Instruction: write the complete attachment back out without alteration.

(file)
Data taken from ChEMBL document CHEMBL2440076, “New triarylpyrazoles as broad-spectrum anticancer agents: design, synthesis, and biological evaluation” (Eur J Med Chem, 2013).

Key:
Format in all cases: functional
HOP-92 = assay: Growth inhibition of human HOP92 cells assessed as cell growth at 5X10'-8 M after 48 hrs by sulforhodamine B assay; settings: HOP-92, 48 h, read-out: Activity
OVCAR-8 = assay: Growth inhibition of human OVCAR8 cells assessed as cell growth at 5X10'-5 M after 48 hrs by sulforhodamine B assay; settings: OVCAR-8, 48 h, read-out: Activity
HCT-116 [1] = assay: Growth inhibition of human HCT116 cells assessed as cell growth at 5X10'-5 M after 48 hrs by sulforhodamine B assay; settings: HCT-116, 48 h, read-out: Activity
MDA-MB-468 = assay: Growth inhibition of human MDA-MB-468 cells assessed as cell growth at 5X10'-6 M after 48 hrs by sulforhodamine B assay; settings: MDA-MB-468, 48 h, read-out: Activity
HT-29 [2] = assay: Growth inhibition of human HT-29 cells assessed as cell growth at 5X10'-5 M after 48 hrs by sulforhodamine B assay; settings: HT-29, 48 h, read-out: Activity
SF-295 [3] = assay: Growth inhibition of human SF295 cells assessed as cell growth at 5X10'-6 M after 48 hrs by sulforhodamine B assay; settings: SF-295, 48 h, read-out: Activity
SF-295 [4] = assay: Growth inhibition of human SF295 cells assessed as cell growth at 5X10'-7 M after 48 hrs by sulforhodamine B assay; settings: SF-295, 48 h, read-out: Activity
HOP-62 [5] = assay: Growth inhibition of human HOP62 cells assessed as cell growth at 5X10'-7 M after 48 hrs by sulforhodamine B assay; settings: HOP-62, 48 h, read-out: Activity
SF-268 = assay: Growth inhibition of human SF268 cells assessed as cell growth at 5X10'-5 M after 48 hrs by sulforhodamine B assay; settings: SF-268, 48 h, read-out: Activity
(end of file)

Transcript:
Data taken from ChEMBL document CHEMBL2440076, “New triarylpyrazoles as broad-spectrum anticancer agents: design, synthesis, and biological evaluation” (Eur J Med Chem, 2013).

Key:
Format in all cases: functional
HOP-92 = assay: Growth inhibition of human HOP92 cells assessed as cell growth at 5X10'-8 M after 48 hrs by sulforhodamine B assay; settings: HOP-92, 48 h, read-out: Activity
OVCAR-8 = assay: Growth inhibition of human OVCAR8 cells assessed as cell growth at 5X10'-5 M after 48 hrs by sulforhodamine B assay; settings: OVCAR-8, 48 h, read-out: Activity
HCT-116 [1] = assay: Growth inhibition of human HCT116 cells assessed as cell growth at 5X10'-5 M after 48 hrs by sulforhodamine B assay; settings: HCT-116, 48 h, read-out: Activity
MDA-MB-468 = assay: Growth inhibition of human MDA-MB-468 cells assessed as cell growth at 5X10'-6 M after 48 hrs by sulforhodamine B assay; settings: MDA-MB-468, 48 h, read-out: Activity
HT-29 [2] = assay: Growth inhibition of human HT-29 cells assessed as cell growth at 5X10'-5 M after 48 hrs by sulforhodamine B assay; settings: HT-29, 48 h, read-out: Activity
SF-295 [3] = assay: Growth inhibition of human SF295 cells assessed as cell growth at 5X10'-6 M after 48 hrs by sulforhodamine B assay; settings: SF-295, 48 h, read-out: Activity
SF-295 [4] = assay: Growth inhibition of human SF295 cells assessed as cell growth at 5X10'-7 M after 48 hrs by sulforhodamine B assay; settings: SF-295, 48 h, read-out: Activity
HOP-62 [5] = assay: Growth inhibition of human HOP62 cells assessed as cell growth at 5X10'-7 M after 48 hrs by sulforhodamine B assay; settings: HOP-62, 48 h, read-out: Activity
SF-268 = assay: Growth inhibition of human SF268 cells assessed as cell growth at 5X10'-5 M after 48 hrs by sulforhodamine B assay; settings: SF-268, 48 h, read-out: Activity